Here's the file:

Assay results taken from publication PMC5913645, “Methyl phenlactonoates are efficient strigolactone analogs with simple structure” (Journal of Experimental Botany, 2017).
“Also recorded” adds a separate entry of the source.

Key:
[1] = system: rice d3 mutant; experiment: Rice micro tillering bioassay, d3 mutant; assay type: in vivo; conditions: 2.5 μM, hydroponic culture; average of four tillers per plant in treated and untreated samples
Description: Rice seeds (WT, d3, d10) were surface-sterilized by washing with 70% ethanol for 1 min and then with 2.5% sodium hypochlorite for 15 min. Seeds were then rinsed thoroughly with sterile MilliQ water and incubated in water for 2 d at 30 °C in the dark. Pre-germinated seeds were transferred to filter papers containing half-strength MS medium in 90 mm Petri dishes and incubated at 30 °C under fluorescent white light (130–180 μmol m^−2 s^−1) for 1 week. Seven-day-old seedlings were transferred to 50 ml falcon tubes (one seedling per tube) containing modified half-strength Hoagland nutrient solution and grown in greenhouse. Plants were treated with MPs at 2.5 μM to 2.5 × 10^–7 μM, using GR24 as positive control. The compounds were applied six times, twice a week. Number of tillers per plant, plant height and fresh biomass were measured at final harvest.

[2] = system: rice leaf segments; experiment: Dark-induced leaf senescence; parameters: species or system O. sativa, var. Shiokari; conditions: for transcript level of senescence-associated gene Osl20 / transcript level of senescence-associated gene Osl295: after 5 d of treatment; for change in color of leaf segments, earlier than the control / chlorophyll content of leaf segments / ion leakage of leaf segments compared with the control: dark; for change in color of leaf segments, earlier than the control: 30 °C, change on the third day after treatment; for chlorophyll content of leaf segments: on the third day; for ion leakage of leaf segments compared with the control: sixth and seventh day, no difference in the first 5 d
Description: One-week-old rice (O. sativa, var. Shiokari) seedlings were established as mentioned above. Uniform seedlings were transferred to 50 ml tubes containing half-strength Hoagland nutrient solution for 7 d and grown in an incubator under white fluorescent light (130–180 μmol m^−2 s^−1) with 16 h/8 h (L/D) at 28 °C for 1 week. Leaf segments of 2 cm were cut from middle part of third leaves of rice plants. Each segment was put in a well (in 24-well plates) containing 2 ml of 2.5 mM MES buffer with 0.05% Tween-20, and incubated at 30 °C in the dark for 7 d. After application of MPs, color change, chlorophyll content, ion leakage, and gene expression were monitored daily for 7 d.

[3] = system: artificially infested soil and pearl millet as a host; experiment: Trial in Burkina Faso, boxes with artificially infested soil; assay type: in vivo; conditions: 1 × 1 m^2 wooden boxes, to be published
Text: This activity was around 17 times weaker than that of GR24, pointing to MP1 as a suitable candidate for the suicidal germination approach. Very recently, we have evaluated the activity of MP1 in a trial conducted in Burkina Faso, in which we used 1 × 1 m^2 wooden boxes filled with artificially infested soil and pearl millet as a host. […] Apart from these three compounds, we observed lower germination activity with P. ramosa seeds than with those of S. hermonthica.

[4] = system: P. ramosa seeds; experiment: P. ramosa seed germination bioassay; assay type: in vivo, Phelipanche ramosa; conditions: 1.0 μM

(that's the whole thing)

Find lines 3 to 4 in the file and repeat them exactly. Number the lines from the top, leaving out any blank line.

Key:
[1] = system: rice d3 mutant; experiment: Rice micro tillering bioassay, d3 mutant; assay type: in vivo; conditions: 2.5 μM, hydroponic culture; average of four tillers per plant in treated and untreated samples